A good friend reflects on blowing trees with the legendary astronomer
Q: What was Carl Sagan like when high?
A: He was the same wonderful person, only definitely more relaxed. He had a great sense of humor, which really came out. He loved to smoke a joint before we went out to dinner, to stimulate his appetite. And he was always eloquent—could speak spontaneously like no other person I’ve ever known. We always had fun when we got stoned, and we had such wonderful discussions. It was exciting to smoke with Carl.
Earlier this week, Motherboard sat down with revered psychiatrist Lester Grinspoon, a good friend of Carl Sagan’s. The basic thrust of the interview: a rememberance of his late friend, and their shared fondness for burning it down. In the conversation, Dr. Grinspoon remembers his initial bias against cannabis, and how Carl helped him to reconsider his stance. Within a year, Grinspoon had authored Marihuana Reconsidered, an objective, scientifically-backed debunking of the government-propagated myths surrounding weed, complete with sections pseudonymously authored by “Mr. X”. Years later, Mr. X was revealed as Mr. Sagan, and today, we all benefit from his eloquent descriptions of being stoned. Read an excerpt from Carl, writing as Mr. X, below, and peep the interview here.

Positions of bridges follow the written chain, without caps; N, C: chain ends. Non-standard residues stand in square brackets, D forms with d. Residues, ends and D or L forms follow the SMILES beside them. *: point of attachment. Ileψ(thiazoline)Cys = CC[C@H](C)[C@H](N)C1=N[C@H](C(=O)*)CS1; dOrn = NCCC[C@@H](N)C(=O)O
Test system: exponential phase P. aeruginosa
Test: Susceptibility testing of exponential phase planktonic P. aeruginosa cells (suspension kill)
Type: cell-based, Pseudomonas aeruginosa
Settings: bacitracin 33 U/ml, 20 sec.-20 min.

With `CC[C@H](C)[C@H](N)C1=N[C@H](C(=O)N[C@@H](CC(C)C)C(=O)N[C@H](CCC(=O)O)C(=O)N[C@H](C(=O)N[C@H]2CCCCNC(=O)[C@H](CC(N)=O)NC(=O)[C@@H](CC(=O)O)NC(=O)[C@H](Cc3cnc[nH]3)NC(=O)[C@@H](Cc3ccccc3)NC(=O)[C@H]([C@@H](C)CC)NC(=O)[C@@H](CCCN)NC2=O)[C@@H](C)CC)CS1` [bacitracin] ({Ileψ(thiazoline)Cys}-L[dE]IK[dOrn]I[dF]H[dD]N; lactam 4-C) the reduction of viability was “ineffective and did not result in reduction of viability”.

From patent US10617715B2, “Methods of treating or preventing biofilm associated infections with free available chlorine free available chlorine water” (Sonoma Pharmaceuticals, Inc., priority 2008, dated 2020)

Carl Sagan, from Marihuana Reconsidered:
“I do not consider myself a religious person in the usual sense, but there is a religious aspect to some highs. The heightened sensitivity in all areas gives me a feeling of communion with my surroundings, both animate and inanimate. Sometimes a kind of existential perception of the absurd comes over me and I see with awful certainty the hypocrises and posturing of myself and my fellow men. And at other times, there is a different sense of the absurd, a playful and whimsical awareness. Both of these senses of the absurd can be communicated, and some of the most rewarding highs I’ve had have been in sharing talk and perceptions and humor. Cannabis brings us an awareness that we spend a lifetime being trained to overlook and forget and put out of our minds.”